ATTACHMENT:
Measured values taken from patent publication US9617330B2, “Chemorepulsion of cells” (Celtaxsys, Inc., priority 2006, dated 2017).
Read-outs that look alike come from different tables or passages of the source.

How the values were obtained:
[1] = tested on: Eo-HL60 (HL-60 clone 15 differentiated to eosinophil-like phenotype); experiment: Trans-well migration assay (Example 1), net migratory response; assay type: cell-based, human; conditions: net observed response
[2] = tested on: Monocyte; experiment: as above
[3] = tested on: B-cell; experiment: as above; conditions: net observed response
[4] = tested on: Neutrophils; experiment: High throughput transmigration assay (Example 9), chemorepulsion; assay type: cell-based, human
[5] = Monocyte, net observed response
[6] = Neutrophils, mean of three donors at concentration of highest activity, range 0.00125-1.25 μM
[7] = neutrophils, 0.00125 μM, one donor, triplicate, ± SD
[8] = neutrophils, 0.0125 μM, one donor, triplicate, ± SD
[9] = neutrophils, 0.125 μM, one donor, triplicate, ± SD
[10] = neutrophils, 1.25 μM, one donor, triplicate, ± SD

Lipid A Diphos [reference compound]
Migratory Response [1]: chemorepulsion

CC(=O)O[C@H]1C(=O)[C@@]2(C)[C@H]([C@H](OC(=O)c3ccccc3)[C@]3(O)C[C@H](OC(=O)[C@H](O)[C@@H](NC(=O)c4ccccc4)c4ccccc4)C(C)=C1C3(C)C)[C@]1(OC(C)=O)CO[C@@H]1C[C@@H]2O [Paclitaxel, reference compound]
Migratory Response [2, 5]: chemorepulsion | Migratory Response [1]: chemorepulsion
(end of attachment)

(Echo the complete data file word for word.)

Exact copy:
Measured values taken from patent publication US9617330B2, “Chemorepulsion of cells” (Celtaxsys, Inc., priority 2006, dated 2017).
Read-outs that look alike come from different tables or passages of the source.

How the values were obtained:
[1] = tested on: Eo-HL60 (HL-60 clone 15 differentiated to eosinophil-like phenotype); experiment: Trans-well migration assay (Example 1), net migratory response; assay type: cell-based, human; conditions: net observed response
[2] = tested on: Monocyte; experiment: as above
[3] = tested on: B-cell; experiment: as above; conditions: net observed response
[4] = tested on: Neutrophils; experiment: High throughput transmigration assay (Example 9), chemorepulsion; assay type: cell-based, human
[5] = Monocyte, net observed response
[6] = Neutrophils, mean of three donors at concentration of highest activity, range 0.00125-1.25 μM
[7] = neutrophils, 0.00125 μM, one donor, triplicate, ± SD
[8] = neutrophils, 0.0125 μM, one donor, triplicate, ± SD
[9] = neutrophils, 0.125 μM, one donor, triplicate, ± SD
[10] = neutrophils, 1.25 μM, one donor, triplicate, ± SD

Lipid A Diphos [reference compound]
Migratory Response [1]: chemorepulsion

CC(=O)O[C@H]1C(=O)[C@@]2(C)[C@H]([C@H](OC(=O)c3ccccc3)[C@]3(O)C[C@H](OC(=O)[C@H](O)[C@@H](NC(=O)c4ccccc4)c4ccccc4)C(C)=C1C3(C)C)[C@]1(OC(C)=O)CO[C@@H]1C[C@@H]2O [Paclitaxel, reference compound]
Migratory Response [2, 5]: chemorepulsion | Migratory Response [1]: chemorepulsion